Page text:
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Almost two-thirds of the country can’t name one organisation they trust to handle their data

New research shows almost two-thirds (64%) of UK consumers can’t name a single organisation they trust with their data

‘Upfront and Personal: Leveraging data to deliver a genuinely personalized omnichannel experience?’ is a research report published by The Institute of Customer Service and co-sponsored first direct .

  • A quarter (25%) of customers won’t share any of their personal information with organisations
  • Almost a quarter (24%) of respondents admit they have given incorrect personal details to companies

The report reveals almost two-thirds of UK consumers (64%) failed to name a single organisation they trust with their data, when prompted.

The research exposes consumer scepticism towards organisations utilising their data for business gains, with a quarter (25%) of customers saying they are unwilling to share any personal data with organisations. This follows a flurry of high-profile data breaches from social media giants and household brands bringing the topic to the forefront of public consciousness. Almost 4 in 10 (38%) believe more government regulation should be in place to ensure better data management.

Disparities were also discovered between the types of data use consumers are comfortable with. Over two-thirds (69%) react positively to offers and customer loyalty benefits (68%), whereas three in five (58%) feel negatively about organisations passing their details to other companies. Over half (53%) appreciate organisations asking for their feedback, while almost a third (29%) feel negatively towards companies who use their web activity to recommend products.

The report was compiled by The Institute of Customer Service to examine how data can be leveraged by businesses to deliver a genuinely personal, omnichannel customer experience.

The research sets out seven practical recommendations to businesses to assist with this:

  1. Understanding and engaging with customer preferences - Understand how and why customers want to interact with them and what level of personalisation customers consider to be beneficial

  2. Building a culture of integrity and transparency – Develop a culture that values the critical role of data management, not just for meeting legal requirements, but to enable long-term customer trust and commercial objectives

  3. Integrating data and systems – Define the key datasets required to enable customer experience and a plan to enable data to be collected, accessed and transferred

  4. Organisational alignment – Ensure there is alignment of purpose and strategy across marketing, customer experience, data and IT teams

  5. Maintaining the human touch – Design customer journeys so there is always the opportunity to speak to a person, ensure hand-offs between channels are managed smoothly and invest in developing employees’ empathy, problem-solving and commercial judgement skills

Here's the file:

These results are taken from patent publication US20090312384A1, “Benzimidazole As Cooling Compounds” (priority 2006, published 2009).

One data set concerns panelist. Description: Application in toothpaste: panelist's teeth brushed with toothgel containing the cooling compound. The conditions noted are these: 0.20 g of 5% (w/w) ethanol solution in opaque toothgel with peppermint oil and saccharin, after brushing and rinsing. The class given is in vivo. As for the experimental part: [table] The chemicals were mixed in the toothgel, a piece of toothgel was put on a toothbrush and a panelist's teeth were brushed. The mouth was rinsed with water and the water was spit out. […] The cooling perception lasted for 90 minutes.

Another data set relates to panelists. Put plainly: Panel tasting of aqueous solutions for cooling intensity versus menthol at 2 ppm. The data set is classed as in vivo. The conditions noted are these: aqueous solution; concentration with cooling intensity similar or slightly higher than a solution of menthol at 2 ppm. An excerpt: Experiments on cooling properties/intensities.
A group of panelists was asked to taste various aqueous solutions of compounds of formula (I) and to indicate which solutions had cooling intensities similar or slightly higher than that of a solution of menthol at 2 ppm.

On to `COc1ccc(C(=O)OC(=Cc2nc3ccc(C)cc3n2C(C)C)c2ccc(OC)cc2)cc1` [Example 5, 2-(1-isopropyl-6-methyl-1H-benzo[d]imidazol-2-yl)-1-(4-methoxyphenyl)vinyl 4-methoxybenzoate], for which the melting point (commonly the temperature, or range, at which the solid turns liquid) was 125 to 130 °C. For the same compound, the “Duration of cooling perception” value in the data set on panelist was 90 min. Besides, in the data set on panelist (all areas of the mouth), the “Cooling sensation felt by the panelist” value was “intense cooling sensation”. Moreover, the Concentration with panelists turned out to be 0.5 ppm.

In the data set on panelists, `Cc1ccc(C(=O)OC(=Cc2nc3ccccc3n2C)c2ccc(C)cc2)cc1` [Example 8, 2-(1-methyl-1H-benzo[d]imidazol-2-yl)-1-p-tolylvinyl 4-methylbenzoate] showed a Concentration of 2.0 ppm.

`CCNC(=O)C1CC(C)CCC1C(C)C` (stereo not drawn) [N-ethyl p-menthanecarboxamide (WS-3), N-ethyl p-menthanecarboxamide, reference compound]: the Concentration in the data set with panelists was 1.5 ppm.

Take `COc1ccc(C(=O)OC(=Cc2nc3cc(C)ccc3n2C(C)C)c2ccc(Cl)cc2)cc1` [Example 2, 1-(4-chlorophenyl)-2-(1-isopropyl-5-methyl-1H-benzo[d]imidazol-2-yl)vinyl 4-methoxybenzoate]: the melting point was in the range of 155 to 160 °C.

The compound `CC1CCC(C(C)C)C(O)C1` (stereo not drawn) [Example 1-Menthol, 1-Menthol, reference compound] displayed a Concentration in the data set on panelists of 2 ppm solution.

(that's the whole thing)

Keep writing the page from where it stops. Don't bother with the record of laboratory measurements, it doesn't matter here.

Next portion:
6. Managing the needs of vulnerable customers – Develop expertise in diagnosing the needs of vulnerable customers and tailoring experiences to meet their needs

  7. Base your approach on customer needs, rather than being driven by your data and systems– Track linkages and hand-offs between channels in a single customer journey, identify opportunities for personalisation that make experiences easier and set measures that enable a realistic assessment of customer experience and commercial impact

Joanna Causon, CEO of The Institute of Customer Service, said: “Building trust is a critical factor in any business relationship. How we leverage customer data in order to deliver a genuinely personalised customer experience is a key challenge facing most organisations in the UK today’’. 

‘’Certainly, artificial Intelligence and new technologies provide a real opportunity to unify multiple sets of data and information. This heralds a new era, but organisations should continue to be guided by their purpose, relevance and customer objectives.

“Businesses can build trust and sustain success by being open and transparent about the data they collect and thinking hard about what they do with it. It’s about using it responsibly to deliver an enhanced service, not just as another sales opportunity.‘’

Joe Gordon, head of first direct , says: “We’re totally driven by customer insight and use it to keep us ahead of the curve. It enables us to make ourselves more personal and even more relevant; delivering a genuine experience seamlessly however a customer interacts with us

“Our aim has always been to pioneer amazing service through the best channel for the customer. I strongly believe financial well-being should be about more than products; it should be about service.  Today first direct is primarily a digital bank as customers find this the best way to manage their lives, but we’ll always have great people who are able and empowered to help meet customer needs. Over the coming years, the successful businesses from a customer experience point of view will be the ones who find ‘win-wins’ for themselves and their customers.”